How nurses use National Early Warning Score and Individual Early Warning Score to support their patient risk assessment practice: A fieldwork study

Caroline S Langkjaer, Karin Bundgaard, Gitte Bunkenborg, Pernille B Nielsen, Kasper K Iversen, Morten H Bestle, Dorthe G Bove

Research output: Contribution to journalJournal articleResearchpeer-review

Abstract

AIM: To explore and describe how the National Early Warning Score (NEWS) and Individual Early Warning Score (I-EWS) are used and how they support nurses' patient risk assessment practice.

DESIGN: A qualitative observational fieldwork study drawing on ethnographical principles was performed in six hospitals in two regions of Denmark in 2019.

METHODS: Data were generated from participant observations and informal interviews with 32 nurses across 15 different wards in the hospitals. A total of 180 h of participant observation was performed. The observations lasted between 1.5 and 8 h and were conducted during day or evening shifts.

RESULTS: NEWS and I-EWS supported nurses' observations of patients, providing useful knowledge for planning patient care, and prompting critical thinking. However, the risk assessment task was sometimes delegated to less experienced staff members, such as nursing students and healthcare assistants. The Early Warning Score (EWS) systems were often adapted by nurses according to contextual aspects, such as the culture of the speciality in which the nurses worked and their levels of competency. In some situations, I-EWS had the effect of enhancing nurse autonomy and responsibility for decision-making in relation to patient care.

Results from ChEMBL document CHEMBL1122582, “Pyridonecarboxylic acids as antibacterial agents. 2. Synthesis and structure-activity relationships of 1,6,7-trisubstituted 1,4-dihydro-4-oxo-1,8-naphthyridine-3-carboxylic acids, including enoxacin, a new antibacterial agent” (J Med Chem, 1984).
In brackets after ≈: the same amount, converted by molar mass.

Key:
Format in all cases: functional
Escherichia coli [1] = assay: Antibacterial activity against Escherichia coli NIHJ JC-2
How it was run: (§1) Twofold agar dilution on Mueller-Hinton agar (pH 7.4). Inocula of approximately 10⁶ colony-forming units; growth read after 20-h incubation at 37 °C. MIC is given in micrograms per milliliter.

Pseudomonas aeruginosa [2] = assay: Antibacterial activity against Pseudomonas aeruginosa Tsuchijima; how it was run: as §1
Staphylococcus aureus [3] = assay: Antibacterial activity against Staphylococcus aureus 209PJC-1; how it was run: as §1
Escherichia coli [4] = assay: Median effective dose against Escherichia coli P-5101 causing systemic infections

CONCLUSIONS: EWS systems support nurses' patient risk assessment practice, providing useful information. I-EWS makes it easier to factor the heterogeneity of patients and the clinical situation into the risk assessments. The delegation of risk assessment to other, less experienced staff members pose a risk to patient safety, which needs to be addressed in the ongoing debate regarding the shortage of nurses.

IMPACT: The findings of this study can help ward nurses, hospital managers and policymakers to develop and improve strategies for improved person-centred nursing care.

Original languageEnglish
JournalJournal of Advanced Nursing
Volume79
Issue number2
Pages (from-to)789-797
Number of pages9
ISSN0309-2402
DOIs
Publication statusPublished - 21 Feb 2023

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